Cannabidiol’s cytotoxicity in pancreatic cancer is induced via an upregulation of ceramide synthase 1 and ER stress

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“Pancreatic ductal adenocarcinoma (PDAC) remains one of the most aggressive malignancies with a median 5 year-survival rate of 12%.

Cannabidiol (CBD) has been found to exhibit antineoplastic potential and may potentiate the anticancer effects of cytotoxic’s such as gemcitabine.

CBD therapy has been linked to de novo synthesis of ceramide. The sphingolipid ceramide is a potent tumour suppressor lipid with roles in apoptosis and autophagy. One of the key players involved is ceramide synthase, an enzyme with six isoforms (CerS1-CerS6), reported to have disease prognostic value. Quantitative real time PCR was used to determine mRNA expression levels of ceramide synthase isoforms, GRP78, ATF4 and CHOP. Western blotting was used to analyze protein expression of these markers and knockdown of CerS1 and GRP78 were applied via an siRNA and confirmed by the two mentioned methods. Mice with PDAC xenografts were injected via intraperitoneal method with drugs and tumours were analysed with flow cytometry and processed using H&E and IHC staining. siRNA knockdown of ceramide synthase 1 (CerS1) and analysis point to evidence of a putative CerS1 dependent pathway driven by CBD in activating endoplasmic reticulum (ER) stress target; GRP78.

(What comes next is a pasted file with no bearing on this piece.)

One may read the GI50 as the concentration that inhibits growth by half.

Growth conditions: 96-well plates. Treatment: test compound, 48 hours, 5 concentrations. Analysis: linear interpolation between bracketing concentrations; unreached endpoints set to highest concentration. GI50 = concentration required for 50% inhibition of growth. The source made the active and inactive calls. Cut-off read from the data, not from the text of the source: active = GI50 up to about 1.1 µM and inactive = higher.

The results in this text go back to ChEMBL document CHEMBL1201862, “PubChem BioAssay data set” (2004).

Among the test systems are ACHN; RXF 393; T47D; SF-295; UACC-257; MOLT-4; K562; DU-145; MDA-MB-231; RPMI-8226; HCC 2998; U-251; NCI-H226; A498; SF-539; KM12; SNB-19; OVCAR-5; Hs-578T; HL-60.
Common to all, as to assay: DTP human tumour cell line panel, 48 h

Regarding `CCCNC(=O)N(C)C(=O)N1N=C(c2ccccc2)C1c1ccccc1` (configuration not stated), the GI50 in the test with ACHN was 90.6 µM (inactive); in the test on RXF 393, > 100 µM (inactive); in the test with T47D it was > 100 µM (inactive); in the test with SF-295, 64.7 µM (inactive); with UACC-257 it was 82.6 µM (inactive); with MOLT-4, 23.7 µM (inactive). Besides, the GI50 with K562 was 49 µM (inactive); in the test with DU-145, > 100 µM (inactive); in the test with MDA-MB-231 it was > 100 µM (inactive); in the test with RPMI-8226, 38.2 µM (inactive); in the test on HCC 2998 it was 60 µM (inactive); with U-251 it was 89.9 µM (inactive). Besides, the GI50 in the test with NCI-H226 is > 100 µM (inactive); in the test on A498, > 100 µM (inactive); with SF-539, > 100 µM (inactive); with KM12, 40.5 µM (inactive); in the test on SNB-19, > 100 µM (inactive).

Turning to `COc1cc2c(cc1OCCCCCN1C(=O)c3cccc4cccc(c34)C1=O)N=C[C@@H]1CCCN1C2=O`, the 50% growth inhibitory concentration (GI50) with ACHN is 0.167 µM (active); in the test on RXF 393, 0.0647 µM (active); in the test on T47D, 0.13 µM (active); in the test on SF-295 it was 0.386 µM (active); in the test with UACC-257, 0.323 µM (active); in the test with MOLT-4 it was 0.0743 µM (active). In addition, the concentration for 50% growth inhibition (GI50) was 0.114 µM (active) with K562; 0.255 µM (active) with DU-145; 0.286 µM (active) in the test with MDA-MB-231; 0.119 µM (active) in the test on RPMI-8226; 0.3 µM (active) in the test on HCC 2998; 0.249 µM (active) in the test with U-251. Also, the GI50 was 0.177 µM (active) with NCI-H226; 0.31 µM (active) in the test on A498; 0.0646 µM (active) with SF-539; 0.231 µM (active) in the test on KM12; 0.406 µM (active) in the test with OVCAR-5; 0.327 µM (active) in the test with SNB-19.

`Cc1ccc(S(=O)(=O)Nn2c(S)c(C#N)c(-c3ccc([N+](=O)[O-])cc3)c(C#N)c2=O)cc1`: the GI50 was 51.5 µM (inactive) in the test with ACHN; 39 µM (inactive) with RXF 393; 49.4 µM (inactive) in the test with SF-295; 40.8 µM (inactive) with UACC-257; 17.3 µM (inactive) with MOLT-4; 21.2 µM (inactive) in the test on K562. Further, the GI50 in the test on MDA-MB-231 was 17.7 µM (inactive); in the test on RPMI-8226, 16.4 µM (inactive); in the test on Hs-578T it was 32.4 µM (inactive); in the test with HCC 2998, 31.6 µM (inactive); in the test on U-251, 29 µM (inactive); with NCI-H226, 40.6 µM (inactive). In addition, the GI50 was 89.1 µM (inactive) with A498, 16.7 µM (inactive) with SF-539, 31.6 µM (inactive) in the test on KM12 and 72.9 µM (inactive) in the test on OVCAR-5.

Upon CBD treatment, CerS1 was upregulated and downstream this led to the GRP78/ATF4/CHOP arm of the unfolded protein response (UPR) pathway being activated. In an in vivo model of PDAC in which CerS1 was not upregulated on IHC, there was no observed improvement in survival of animals, however a reduction in tumour growth was observed in combination chemotherapy and CBD group, indicating further investigations in vivo.

These findings provide evidence of a potential ceramide induced cytotoxic mechanism of action of CBD in pancreatic ductal adenocarcinoma.”

“The findings presented in this work, indicate dose-dependent and time-dependent cytotoxic effects of CBD in both human and murine pancreatic cancer cells.”

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